I'm a procrastinator by nature (not proud), so the holidays always seem to approach very quickly for me. Lofty goals for loads of DIY projects and recipes for blog posts get further and further out of reach as Dec. 25th looms closer and closer ever so quickly. So, I hope I posted this in time for you all to use this holiday.
Bayberry (Myrica pensylvanica) is a common shrub in New England and Nantucket seems to be loaded with it. It's leaves and berries have a pleasing wintry fragrance and the waxy berries have been used for centuries to extract candle wax. The wax has a beautiful natural olive green hue.
A few weeks back Iley and I set out to the woods to collect as many bayberries as we could, mama doing most (all) of the collecting. Papa found us in the woods as he was riding his bike through and stopped to help. Thing is, you need a lot of bayberries to extract a usable amount of wax. I only got 6 oz. of wax out of my 12 pounds of berries. That's a lot of picking, but all in the name of handmade with love gifts for my favorite peeps.
There are other types of Myrica species that can be used to make wax if this northern variety doesn't grow where you are. I suggest a quick google search to see if there are any native varieties growing in your neck of the woods.
I unfortunately did not get to photograph every step, since I did some of this at night (and I'm a purist when it comes to natural light only in photos, hehehe). The basic break down is, pick lots of bayberries, boil them in water, filter it through cheesecloth, allow it to cool so wax separates and hardens. Then melt with some beeswax and make taper candles. If you've ever made your own tapers before the process for dipping is the same.
Stay tuned for some holiday treats recipes which double as easy handmade gifts, and also a super-power vegan nog (yup, it's that good and good for you!). Subscribe to the blog so you don't ever miss a post, link in sidebar or top menu.
Detailed how-to after loads and loads of photos...
DIY Bayberry Candles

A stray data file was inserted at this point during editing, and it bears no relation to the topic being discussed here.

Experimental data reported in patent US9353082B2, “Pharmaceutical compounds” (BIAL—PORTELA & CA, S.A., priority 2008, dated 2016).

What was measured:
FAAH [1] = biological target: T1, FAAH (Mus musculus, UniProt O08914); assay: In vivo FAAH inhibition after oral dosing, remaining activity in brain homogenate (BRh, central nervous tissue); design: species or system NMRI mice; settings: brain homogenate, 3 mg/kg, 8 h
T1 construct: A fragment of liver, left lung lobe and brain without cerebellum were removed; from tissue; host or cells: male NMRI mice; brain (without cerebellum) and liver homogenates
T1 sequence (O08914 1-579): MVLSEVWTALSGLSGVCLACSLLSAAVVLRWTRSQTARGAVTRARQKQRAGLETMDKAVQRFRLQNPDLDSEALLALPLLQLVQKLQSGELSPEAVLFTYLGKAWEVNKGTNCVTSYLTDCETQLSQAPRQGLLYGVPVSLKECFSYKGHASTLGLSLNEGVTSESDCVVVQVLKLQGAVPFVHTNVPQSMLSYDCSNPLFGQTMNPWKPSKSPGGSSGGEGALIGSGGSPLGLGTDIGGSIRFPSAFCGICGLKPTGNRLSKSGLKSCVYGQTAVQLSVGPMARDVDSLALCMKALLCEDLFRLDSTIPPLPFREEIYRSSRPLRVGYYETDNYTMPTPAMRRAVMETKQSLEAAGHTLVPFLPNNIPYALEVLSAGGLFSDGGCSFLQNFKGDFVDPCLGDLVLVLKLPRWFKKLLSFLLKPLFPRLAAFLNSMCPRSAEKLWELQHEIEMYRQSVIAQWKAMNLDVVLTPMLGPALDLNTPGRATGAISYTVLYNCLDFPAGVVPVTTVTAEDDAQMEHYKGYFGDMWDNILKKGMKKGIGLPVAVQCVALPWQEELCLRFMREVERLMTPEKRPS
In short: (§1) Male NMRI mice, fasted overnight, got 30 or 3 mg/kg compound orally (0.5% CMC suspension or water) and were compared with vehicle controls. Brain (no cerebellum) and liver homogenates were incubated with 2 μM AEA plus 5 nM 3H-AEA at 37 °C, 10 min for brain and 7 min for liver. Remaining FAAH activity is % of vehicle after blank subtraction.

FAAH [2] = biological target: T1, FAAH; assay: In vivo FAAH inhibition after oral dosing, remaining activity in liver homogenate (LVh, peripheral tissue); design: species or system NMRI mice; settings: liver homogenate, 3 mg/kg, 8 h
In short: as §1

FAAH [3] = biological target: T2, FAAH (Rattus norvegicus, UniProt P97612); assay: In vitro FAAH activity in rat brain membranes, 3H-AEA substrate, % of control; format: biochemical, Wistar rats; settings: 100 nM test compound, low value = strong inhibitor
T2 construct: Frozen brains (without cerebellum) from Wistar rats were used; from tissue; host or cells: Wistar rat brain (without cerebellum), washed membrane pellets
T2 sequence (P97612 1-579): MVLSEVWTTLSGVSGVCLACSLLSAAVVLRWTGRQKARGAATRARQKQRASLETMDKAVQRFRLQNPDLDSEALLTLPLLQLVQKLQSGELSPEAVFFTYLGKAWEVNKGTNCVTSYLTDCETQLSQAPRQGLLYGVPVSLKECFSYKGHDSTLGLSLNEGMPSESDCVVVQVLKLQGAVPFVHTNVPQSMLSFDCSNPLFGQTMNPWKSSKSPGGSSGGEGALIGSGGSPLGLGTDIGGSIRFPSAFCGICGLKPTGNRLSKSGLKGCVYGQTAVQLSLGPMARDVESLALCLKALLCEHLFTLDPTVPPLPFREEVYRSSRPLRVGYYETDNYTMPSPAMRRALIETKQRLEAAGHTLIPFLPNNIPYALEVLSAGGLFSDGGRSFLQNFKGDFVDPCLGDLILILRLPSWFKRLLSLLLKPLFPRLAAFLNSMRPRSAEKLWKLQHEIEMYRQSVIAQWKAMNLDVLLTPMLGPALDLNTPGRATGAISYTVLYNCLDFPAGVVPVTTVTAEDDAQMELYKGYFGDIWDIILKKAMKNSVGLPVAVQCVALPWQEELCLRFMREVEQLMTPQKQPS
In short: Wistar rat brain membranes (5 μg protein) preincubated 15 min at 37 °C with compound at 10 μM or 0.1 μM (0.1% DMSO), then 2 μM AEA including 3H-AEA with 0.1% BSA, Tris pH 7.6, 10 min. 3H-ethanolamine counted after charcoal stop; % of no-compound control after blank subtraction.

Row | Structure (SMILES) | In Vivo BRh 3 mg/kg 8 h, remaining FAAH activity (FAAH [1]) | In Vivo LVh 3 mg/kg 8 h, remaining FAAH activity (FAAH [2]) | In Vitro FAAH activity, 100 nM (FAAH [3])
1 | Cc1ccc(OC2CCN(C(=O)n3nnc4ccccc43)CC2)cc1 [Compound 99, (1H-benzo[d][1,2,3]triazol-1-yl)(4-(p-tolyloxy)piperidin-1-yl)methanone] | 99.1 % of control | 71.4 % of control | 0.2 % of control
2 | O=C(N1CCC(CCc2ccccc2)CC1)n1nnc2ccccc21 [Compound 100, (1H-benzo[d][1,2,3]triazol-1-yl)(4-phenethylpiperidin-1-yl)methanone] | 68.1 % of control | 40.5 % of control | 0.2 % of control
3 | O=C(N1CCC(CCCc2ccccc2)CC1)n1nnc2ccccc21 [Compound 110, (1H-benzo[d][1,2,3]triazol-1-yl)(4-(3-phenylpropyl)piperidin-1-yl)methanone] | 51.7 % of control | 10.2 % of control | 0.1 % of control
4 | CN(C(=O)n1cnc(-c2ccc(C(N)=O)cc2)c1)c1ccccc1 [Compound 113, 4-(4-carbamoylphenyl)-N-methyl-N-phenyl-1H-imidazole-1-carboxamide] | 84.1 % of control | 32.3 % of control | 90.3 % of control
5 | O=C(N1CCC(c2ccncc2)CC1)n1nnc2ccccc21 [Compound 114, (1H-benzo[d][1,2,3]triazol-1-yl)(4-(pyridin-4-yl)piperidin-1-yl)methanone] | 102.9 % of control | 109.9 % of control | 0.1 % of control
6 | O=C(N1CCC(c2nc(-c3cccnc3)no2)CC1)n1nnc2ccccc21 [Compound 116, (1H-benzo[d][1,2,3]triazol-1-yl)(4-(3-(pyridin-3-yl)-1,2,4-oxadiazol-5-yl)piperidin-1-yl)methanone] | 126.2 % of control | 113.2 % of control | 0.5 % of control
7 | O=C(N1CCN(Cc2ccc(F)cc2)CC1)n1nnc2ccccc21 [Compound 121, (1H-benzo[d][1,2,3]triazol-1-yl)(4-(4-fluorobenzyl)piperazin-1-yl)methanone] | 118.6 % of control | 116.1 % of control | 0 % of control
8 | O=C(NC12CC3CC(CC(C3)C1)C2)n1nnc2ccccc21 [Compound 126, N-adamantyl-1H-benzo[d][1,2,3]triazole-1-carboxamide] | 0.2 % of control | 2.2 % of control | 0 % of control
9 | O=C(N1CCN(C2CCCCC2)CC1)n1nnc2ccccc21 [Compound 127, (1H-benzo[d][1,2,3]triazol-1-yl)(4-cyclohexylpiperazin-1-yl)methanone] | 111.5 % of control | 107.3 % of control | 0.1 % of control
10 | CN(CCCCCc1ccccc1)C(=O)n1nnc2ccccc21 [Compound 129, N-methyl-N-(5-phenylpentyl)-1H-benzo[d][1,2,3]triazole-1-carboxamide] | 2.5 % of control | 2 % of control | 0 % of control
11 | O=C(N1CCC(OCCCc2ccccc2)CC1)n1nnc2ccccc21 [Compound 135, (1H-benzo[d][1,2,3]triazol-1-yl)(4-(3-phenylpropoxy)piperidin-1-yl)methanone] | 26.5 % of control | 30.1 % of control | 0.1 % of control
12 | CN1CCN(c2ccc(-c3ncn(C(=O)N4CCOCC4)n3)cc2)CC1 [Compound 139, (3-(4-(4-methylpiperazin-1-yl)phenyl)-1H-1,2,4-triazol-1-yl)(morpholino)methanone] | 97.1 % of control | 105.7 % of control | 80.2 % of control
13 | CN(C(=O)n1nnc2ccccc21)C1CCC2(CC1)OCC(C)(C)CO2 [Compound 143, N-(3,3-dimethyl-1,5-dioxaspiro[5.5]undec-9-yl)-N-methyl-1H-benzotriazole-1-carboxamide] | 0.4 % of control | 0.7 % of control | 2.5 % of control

- bayberries (12-16 lbs to get 6-8 oz. of wax)
- cotton wick or hemp cord
- large pot
- large heat proof bowl
- cheesecloth for filtering wax
- heat proof container for melting wax such as a tin can
- second tin can
- skewers or chopsticks
Remove the bulk of leaves and twigs from your foraged bayberries. Add bayberries to pot and cover with water by 2". Bring to a boil and simmer at a low rolling boil for about 20-30 minutes. Line a bowl or another pot with a couple of layers of cheesecloth. Pour boiled bayberries into cheesecloth lined bowl to filter out the berries, leaves and twigs. Then remove cheesecloth from bowl. You can reboil the berries in more water to extract more wax from them and then repeat the filtering process. Allow the liquid to cool (I let it sit overnight outside) and the wax will rise to the top of the water and harden. You can now easily remove the solid wax from the water.
Weigh your bayberry wax and then add an equal amount or up to 1.5 times more beeswax to it. Melt bayberry and beeswax in a candle making pitcher or a tin can set in a boiling water bath. Cut wick to a few inches over the doubled length of the desired length of taper candle you want. So if you want 4" long candles cut wick to 10-12" long. Dip wicks into wax and remove them. Loop wick around skewer so that the ends hang down evenly.
Tip: hot wax is messy so lay some newsprint or kraft paper down on your work surface before you start to dip your candles.
Holding the skewer, dip the wick into the wax and then lay the skewer across the second tin can opening to allow the wax to drip down and cool. Repeat process until you have your desired width of candles.
Wrap taper pairs with twine or raffia and add some greenery, or a dried orange slice/cinnamon stick for a festive gift. Or package them into muslin pouches, dyed or stamped as you please. I had some indigo shibori pouches on hand that I dyed a while ago for things just like this. (I love when I do that)
P.S. You can also buy bayberry wax here, in case you can't procure enough bayberries from your surroundings. I found this out after the fact btw (typical).